Ms. Merkel knows she won’t be able to cure the world of all its ills at the summit in Hamburg. That’s why she plans to focus the talks on two issues that are particularly important to her: safeguarding free trade and combating global warming. Progress on either issue would also bolster her campaign for a fourth term in the September election, although her party is so far ahead in opinion polls that she doesn’t need to worry too much on that score.
But there’s a real chance that the summit will end in failure. Mr. Trump, her main opponent in the talks, has so far steadfastly refused to budge on trade or climate change. And if he can’t be swayed, the mega-event costing hundreds of millions of euros with its 6,000 delegates, 100,000 protesters and 15,000 police could yield nothing more than a pointless, watered-down consensus. That’s why Ms. Merkel’s strategists are working flat out to save what can be saved.
On Friday evening, when Ms. Merkel hosts the leaders in the grand, newly opened dockside Elbphilhamonie concert hall-turned-fortress, their negotiators will start what could well turn into an all-night session of last-ditch talks.
While the leaders and their spouses savor the sublime acoustics of the futuristic hall as an orchestra plays Beethoven’s “Ode to Joy,” the functionaries will attempt to finalize the summit communique. It won’t be a joyful task because the G20 is more divided than at any point since meetings in the current format began nine years ago at the height of the financial crisis.
Officials have been talking since Tuesday in a Hamburg hotel. Mr. Trump and Ms. Merkel spoke on the phone on Monday when he assured her the summit would be a “success.” But she can’t bank on significant concessions from the “America First” president.
Mr. Trump sees Germany as an economic rival rather than a strategic partner, said foreign policy expert Nicholas Burns. “It’s alarming to me that almost all Trump’s comments on Germany are negative. Just as almost all his comments about the EU are negative. The entire way Trump deals with relations with Germany is destructive.”
But amid all the differences, there are some chinks of light. Contrary to recent speculation, there’s no sign of major disagreement on classic G20 issues such as financial market regulation or tax policy. The US continues to support the G20 stance, as the meeting of G20 finance ministers in Baden Baden in March showed.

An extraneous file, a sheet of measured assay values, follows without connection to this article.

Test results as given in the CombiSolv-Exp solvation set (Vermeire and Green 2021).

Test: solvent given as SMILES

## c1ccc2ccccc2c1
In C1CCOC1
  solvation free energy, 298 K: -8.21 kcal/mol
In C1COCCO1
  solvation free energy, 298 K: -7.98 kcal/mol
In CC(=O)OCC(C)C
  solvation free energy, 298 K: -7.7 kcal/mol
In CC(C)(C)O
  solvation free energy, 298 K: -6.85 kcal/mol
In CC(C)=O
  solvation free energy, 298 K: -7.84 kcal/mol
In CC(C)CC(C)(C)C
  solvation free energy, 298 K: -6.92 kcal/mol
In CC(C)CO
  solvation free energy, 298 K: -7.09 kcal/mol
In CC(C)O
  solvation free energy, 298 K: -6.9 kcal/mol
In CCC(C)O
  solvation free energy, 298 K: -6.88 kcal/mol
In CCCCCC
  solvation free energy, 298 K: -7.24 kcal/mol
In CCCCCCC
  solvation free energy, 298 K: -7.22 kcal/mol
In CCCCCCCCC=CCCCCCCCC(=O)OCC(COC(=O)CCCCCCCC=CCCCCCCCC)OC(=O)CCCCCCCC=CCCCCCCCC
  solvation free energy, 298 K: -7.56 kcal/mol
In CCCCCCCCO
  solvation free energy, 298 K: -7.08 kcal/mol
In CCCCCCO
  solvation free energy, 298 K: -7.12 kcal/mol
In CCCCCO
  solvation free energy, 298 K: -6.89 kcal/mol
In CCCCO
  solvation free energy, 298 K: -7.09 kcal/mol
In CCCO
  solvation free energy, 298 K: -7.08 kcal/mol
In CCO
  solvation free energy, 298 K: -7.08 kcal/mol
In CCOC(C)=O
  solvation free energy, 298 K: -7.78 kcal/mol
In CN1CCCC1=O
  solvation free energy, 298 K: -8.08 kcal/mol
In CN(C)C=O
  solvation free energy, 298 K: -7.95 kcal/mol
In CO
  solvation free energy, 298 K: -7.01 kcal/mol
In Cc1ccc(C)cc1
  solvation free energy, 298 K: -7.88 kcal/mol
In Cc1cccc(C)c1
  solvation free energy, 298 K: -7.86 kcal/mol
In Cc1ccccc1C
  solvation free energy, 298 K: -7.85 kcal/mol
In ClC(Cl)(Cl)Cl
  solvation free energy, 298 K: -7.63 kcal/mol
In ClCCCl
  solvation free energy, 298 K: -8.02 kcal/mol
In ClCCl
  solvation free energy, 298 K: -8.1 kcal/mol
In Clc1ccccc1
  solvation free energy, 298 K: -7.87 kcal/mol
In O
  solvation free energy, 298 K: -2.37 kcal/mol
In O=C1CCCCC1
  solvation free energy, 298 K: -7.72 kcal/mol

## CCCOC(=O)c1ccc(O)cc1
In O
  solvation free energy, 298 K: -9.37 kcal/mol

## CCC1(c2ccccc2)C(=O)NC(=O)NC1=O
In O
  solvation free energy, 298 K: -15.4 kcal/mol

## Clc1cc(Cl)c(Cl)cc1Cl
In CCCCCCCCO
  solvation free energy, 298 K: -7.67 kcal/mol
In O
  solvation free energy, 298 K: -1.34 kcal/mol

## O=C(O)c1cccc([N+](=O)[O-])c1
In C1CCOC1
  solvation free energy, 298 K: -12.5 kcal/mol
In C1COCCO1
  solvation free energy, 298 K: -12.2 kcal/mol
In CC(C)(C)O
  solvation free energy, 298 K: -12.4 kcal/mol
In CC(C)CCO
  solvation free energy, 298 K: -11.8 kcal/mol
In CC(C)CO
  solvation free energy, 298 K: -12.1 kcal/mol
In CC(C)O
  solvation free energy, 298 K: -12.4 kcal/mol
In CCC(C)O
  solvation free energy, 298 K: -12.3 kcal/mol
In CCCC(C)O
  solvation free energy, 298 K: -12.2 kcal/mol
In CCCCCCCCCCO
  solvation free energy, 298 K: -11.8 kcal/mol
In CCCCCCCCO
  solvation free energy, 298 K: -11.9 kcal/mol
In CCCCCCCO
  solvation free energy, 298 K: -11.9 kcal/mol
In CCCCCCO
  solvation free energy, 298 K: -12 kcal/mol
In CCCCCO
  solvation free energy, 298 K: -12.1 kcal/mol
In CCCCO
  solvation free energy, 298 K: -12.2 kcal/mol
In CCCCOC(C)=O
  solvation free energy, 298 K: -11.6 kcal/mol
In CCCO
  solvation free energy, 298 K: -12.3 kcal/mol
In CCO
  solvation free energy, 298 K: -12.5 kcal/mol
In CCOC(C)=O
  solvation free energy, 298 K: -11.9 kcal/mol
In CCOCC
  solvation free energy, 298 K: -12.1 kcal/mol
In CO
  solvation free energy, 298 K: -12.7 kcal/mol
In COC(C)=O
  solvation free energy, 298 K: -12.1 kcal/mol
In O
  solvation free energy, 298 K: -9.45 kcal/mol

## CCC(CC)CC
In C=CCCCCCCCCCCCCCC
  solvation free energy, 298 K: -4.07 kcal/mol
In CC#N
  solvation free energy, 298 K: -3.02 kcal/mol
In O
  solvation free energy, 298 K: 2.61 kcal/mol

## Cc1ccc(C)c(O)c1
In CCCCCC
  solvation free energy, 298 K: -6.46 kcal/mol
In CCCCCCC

At the G7 summit in Sicily in May, Mr. Trump agreed to include a pledge to fight trade protectionism in the final communique. But then, at a meeting of OECD ministers shortly afterwards, the US distanced itself from that promise again.
In Hamburg, Ms. Merkel wants to avoid falling back behind the G7 declaration, so even a repeat of the pledge given in Sicily would be seen as a success. But she won’t have been encouraged by a speech given by US Trade Secretary Wilbur Ross to a business conference of her conservative party in Berlin last week. Speaking via video link, he reiterated US criticism of Germany’s trade surplus and said the US wanted a bigger share of the European market.
The German economics ministry is already drafting concrete plans to retaliate if the US imposes import tariffs on German products. Possible measures could include tariffs on imports of American agricultural produce.
Climate policy is even more difficult. There’s no sign yet of any compromise. Ms. Merkel has just reiterated her commitment to the Paris climate agreement as “irriversible and non-negotiable.” She can’t make meaningful concessions without being seen as caving. On the other hand, she needs Mr. Trump’s agreement or the summit will fail. She can’t afford to isolate him, partly because he might respond by trying to sway Saudi Arabia and India whose support for the Paris accord is seen as shaky.
She’s looking for a face-saving compromise, a choice of words that the president can sign up to. So far, the circle hasn’t been squared. He regards jobs as more important than protecting the climate, while Ms. Merkel must defend the Paris accord.
Officials plan to get a draft communique ready by Thursday evening so that Ms. Merkel and Mr. Trump can discuss it. Then on Friday night, it will be returned to the negotiators.
But Mr. Trump isn’t the only risk. If the planned anti-G20 protests end in chaos and violence, images of a teargas-shrouded Hamburg will haunt her right up to the election.